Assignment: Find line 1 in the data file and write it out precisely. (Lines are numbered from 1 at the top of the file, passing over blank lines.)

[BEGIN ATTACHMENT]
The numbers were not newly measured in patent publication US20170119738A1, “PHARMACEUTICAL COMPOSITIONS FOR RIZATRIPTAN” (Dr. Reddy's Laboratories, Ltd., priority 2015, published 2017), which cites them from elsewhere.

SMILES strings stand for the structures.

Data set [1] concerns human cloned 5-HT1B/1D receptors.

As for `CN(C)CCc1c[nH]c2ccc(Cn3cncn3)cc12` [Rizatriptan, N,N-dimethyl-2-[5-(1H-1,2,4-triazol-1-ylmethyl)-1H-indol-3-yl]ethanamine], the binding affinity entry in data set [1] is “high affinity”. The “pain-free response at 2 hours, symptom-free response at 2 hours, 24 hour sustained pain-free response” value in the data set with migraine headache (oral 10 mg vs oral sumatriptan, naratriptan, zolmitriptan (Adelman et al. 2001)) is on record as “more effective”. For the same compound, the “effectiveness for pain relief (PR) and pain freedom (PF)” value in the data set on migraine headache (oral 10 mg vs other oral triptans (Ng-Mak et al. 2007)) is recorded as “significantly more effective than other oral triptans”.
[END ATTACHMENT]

The numbers were not newly measured in patent publication US20170119738A1, “PHARMACEUTICAL COMPOSITIONS FOR RIZATRIPTAN” (Dr. Reddy's Laboratories, Ltd., priority 2015, published 2017), which cites them from elsewhere.